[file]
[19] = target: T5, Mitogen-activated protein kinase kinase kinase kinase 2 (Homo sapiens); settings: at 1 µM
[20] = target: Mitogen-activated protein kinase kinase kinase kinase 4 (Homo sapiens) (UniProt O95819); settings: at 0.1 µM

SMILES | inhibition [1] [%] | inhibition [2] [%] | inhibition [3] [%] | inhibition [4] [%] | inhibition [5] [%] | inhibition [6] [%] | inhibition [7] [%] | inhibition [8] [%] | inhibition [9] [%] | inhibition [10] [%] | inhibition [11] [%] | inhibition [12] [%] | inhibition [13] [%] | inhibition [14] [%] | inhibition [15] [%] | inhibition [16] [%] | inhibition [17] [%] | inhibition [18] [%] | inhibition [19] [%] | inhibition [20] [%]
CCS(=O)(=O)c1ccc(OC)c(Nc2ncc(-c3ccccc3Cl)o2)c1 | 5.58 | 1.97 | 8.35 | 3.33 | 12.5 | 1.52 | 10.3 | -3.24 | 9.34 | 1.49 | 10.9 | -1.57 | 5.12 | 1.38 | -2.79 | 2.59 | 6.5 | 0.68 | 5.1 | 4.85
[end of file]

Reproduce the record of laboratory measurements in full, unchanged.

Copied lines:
[19] = target: T5, Mitogen-activated protein kinase kinase kinase kinase 2 (Homo sapiens); settings: at 1 µM
[20] = target: Mitogen-activated protein kinase kinase kinase kinase 4 (Homo sapiens) (UniProt O95819); settings: at 0.1 µM

SMILES | inhibition [1] [%] | inhibition [2] [%] | inhibition [3] [%] | inhibition [4] [%] | inhibition [5] [%] | inhibition [6] [%] | inhibition [7] [%] | inhibition [8] [%] | inhibition [9] [%] | inhibition [10] [%] | inhibition [11] [%] | inhibition [12] [%] | inhibition [13] [%] | inhibition [14] [%] | inhibition [15] [%] | inhibition [16] [%] | inhibition [17] [%] | inhibition [18] [%] | inhibition [19] [%] | inhibition [20] [%]
CCS(=O)(=O)c1ccc(OC)c(Nc2ncc(-c3ccccc3Cl)o2)c1 | 5.58 | 1.97 | 8.35 | 3.33 | 12.5 | 1.52 | 10.3 | -3.24 | 9.34 | 1.49 | 10.9 | -1.57 | 5.12 | 1.38 | -2.79 | 2.59 | 6.5 | 0.68 | 5.1 | 4.85